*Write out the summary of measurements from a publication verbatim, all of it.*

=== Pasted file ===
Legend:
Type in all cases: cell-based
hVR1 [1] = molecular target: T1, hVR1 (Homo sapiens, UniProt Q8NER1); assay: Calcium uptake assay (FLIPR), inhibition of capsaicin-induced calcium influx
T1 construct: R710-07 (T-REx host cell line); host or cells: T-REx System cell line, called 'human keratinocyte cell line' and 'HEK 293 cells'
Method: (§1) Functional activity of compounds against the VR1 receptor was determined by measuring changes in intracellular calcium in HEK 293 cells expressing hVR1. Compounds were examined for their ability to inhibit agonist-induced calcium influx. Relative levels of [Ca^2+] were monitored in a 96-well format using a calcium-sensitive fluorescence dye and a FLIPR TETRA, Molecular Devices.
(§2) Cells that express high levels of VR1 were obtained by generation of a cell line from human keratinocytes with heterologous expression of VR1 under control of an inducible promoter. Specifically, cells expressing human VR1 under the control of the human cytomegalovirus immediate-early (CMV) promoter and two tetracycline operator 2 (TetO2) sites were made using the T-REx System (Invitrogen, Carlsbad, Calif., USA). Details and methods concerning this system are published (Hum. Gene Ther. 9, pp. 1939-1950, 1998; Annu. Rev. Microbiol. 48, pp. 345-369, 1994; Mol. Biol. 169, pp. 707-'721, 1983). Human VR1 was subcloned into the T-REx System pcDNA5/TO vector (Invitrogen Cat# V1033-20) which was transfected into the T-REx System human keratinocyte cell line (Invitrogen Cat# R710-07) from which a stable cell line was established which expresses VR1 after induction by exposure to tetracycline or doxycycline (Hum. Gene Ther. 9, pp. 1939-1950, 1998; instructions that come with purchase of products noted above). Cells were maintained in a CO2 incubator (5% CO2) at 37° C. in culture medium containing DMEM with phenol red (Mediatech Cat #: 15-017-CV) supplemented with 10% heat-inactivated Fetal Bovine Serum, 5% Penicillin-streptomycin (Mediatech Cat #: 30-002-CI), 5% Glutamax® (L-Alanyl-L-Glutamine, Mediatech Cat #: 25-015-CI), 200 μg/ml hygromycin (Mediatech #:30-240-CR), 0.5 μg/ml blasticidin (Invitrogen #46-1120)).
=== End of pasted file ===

Legend:
Type in all cases: cell-based
hVR1 [1] = molecular target: T1, hVR1 (Homo sapiens, UniProt Q8NER1); assay: Calcium uptake assay (FLIPR), inhibition of capsaicin-induced calcium influx
T1 construct: R710-07 (T-REx host cell line); host or cells: T-REx System cell line, called 'human keratinocyte cell line' and 'HEK 293 cells'
Method: (§1) Functional activity of compounds against the VR1 receptor was determined by measuring changes in intracellular calcium in HEK 293 cells expressing hVR1. Compounds were examined for their ability to inhibit agonist-induced calcium influx. Relative levels of [Ca^2+] were monitored in a 96-well format using a calcium-sensitive fluorescence dye and a FLIPR TETRA, Molecular Devices.
(§2) Cells that express high levels of VR1 were obtained by generation of a cell line from human keratinocytes with heterologous expression of VR1 under control of an inducible promoter. Specifically, cells expressing human VR1 under the control of the human cytomegalovirus immediate-early (CMV) promoter and two tetracycline operator 2 (TetO2) sites were made using the T-REx System (Invitrogen, Carlsbad, Calif., USA). Details and methods concerning this system are published (Hum. Gene Ther. 9, pp. 1939-1950, 1998; Annu. Rev. Microbiol. 48, pp. 345-369, 1994; Mol. Biol. 169, pp. 707-'721, 1983). Human VR1 was subcloned into the T-REx System pcDNA5/TO vector (Invitrogen Cat# V1033-20) which was transfected into the T-REx System human keratinocyte cell line (Invitrogen Cat# R710-07) from which a stable cell line was established which expresses VR1 after induction by exposure to tetracycline or doxycycline (Hum. Gene Ther. 9, pp. 1939-1950, 1998; instructions that come with purchase of products noted above). Cells were maintained in a CO2 incubator (5% CO2) at 37° C. in culture medium containing DMEM with phenol red (Mediatech Cat #: 15-017-CV) supplemented with 10% heat-inactivated Fetal Bovine Serum, 5% Penicillin-streptomycin (Mediatech Cat #: 30-002-CI), 5% Glutamax® (L-Alanyl-L-Glutamine, Mediatech Cat #: 25-015-CI), 200 μg/ml hygromycin (Mediatech #:30-240-CR), 0.5 μg/ml blasticidin (Invitrogen #46-1120)).